By Edrine Wanyama and Kesa Pharatlhatlhe |
The Collaboration on International ICT Policy for East and Southern Africa (CIPESA) alongside Article 19, the East Africa Law Society, the Pan African Lawyers Union (PALU) and DefendDefenders have called for repeal of Burundi’s Penal Code and the 2015 Press Law to address provisions that undermine freedom of expression. In a submission to the third cycle of the Universal Periodic Review (UPR) of Burundi to be considered in January 2018, the five organisations highlighted the worsening situation for freedom of expression and association in Burundi since its last UPR in 2013.
The organisations stress the need for the Burundi government to reopen closed radio stations, create an enabling environment for media freedom, and refrain from attacks against journalists and critics. Additionally, the submission called for the establishment of an independent body to conduct thorough investigations into crimes of violence against journalists and opposition leaders.
The UPR submission covers the legal and regulatory framework on freedom of expression, including restrictions on press freedom, restrictions on freedom of assembly and association as well as freedom of information online and offline in the East African country.
Despite recommendations made to Burundi in the second cycle of the UPR to ensure that these rights are upheld in line with international standards, it continues to maintain a repressive regime. The government has enacted draconian legislation and severely curtailed citizens’ fundamental human rights and basic freedoms.
Article 31 of the country’s constitution guarantees the protection of freedom of expression but it has been undermined by the government’s restrictions on the media, failure to reform existing laws that violate freedom of expression such as the Penal Code Act, and the enactment of laws such as the 2015 Press Law that do not conform to international human rights standards.
In its second review, Burundi received numerous recommendations to safeguard journalists against violence and harassment and to guarantee that journalists and human rights defenders have the freedom to carry out their work independently and without fear of persecution, prosecution or intimidation. However, the country has failed to implement these recommendations. The situation is by the lack of an independent judiciary and law enforcement authorities that condone violations of these rights.
In the latest submission, it is highlighted that the media regulatory body – the National Communications Council (Conseil National de la Communication) lacks independence from the executive and wields broad powers to regulate all media. Additionally, access to information is limited due to the absence of an access to information law..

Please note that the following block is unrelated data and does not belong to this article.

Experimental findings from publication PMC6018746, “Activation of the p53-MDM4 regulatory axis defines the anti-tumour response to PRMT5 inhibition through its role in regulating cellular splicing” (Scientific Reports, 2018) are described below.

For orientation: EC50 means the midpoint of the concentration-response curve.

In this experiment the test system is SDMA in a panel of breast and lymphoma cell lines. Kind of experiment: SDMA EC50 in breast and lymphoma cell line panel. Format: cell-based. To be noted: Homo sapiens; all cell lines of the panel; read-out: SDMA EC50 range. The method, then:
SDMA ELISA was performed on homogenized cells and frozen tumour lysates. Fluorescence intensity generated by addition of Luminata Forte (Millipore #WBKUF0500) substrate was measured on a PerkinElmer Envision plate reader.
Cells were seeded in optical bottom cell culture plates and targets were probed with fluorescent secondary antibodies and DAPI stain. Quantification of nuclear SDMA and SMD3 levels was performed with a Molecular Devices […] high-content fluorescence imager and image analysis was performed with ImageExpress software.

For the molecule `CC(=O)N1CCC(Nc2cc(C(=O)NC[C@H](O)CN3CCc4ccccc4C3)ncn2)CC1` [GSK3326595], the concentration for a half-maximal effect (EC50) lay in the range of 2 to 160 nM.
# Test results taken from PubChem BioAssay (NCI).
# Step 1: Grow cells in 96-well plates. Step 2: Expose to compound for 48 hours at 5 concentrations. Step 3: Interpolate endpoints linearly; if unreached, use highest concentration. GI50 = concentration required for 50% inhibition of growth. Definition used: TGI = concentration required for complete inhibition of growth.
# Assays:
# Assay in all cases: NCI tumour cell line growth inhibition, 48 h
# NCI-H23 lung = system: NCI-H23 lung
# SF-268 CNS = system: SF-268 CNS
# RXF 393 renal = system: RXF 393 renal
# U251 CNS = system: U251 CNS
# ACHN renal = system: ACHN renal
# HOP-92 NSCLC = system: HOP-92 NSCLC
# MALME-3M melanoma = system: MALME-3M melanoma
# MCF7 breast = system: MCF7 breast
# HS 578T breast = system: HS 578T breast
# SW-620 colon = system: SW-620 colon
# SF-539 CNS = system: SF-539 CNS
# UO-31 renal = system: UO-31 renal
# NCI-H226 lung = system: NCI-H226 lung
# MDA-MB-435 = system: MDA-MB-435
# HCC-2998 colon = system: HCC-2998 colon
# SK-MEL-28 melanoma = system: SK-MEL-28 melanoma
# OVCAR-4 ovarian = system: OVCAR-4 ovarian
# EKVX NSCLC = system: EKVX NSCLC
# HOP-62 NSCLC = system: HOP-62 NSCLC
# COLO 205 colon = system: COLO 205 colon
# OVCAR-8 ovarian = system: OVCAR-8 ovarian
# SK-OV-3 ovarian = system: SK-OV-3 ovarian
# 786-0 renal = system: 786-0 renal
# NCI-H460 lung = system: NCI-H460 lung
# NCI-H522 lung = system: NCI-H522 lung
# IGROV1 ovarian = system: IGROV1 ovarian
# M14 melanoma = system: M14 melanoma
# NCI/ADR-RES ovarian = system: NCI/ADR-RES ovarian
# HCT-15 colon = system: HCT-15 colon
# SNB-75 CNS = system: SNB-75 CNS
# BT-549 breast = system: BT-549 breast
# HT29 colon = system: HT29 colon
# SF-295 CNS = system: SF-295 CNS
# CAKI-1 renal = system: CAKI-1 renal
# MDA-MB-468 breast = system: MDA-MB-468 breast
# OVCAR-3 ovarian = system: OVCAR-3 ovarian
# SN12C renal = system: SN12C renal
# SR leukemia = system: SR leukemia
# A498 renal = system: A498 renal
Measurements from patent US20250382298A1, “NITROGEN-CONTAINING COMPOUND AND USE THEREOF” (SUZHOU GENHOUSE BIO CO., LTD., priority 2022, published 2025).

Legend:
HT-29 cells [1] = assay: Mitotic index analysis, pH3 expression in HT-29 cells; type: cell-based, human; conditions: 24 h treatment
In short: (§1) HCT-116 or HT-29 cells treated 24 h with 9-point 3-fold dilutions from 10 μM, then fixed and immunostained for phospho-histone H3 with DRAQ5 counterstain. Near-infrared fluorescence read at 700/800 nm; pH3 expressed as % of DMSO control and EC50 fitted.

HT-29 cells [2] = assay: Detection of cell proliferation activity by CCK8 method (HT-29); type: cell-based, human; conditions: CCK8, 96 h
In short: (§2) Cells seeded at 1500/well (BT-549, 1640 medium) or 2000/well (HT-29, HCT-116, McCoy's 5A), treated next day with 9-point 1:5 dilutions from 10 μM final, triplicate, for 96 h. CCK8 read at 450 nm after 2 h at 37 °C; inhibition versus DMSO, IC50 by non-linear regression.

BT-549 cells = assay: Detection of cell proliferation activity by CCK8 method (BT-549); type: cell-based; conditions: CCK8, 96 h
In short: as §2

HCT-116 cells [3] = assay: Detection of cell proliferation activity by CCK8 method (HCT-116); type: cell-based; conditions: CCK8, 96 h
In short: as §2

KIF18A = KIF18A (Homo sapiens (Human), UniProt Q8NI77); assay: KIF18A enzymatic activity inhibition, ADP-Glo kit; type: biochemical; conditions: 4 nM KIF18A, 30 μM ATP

The submission notes continued efforts to control and limit the online flow of information. It cites cases of government-initiated internet blockages and the arrests of social media users. Further, the introduction of mandatory SIM card registration leaves user information vulnerable to abuse in the absence of a data privacy and protection law.
The report notes that there remain restrictions to freedom of assembly and association including limiting opportunities to demonstrate against the ruling party. Towards the end of 2013, Burundi enacted Law 1/28 to, regulate public demonstrations and assemblies, which contravenes the country’s ’s constitutional guarantees under Article 19 and 32.
The report also notes that the Burundi government has failed to fully implement freedom of assembly and association as outlined in the International Covenant on Civil and Political Rights to which it is party.
The submission thus echoes recommendations made in the previous UPR round in 2013 and calls for legal reform in the areas of press freedom, freedom of expression and access to information. Additionally, the submission urges Burundi to refrain from blocking access to social media platforms and to repeal legislation on SIM card registration which violates privacy and freedom of expression.
Echoing the 2013 submission, there is also a call for private media establishments shut down by the government to be reopened. The submission also calls for the immediate release of journalists who are in detention and an end to the harassment and persecution of journalists and human rights defenders. This is in the wake of the 2016 indefinite suspension of operating permits of five civil society organisations and five media organisations, including the Burundi Union of Journalists. Additionally, the submission calls for an independent body to regulate the communications sector, in accordance with international and regional freedom of expression standards.
The report calls for the enactment of a right to information law so as to enhance transparency and accountability in governance.
Read the full submission here.
By Edrine Wanyama and Kesa Pharatlhatlhe |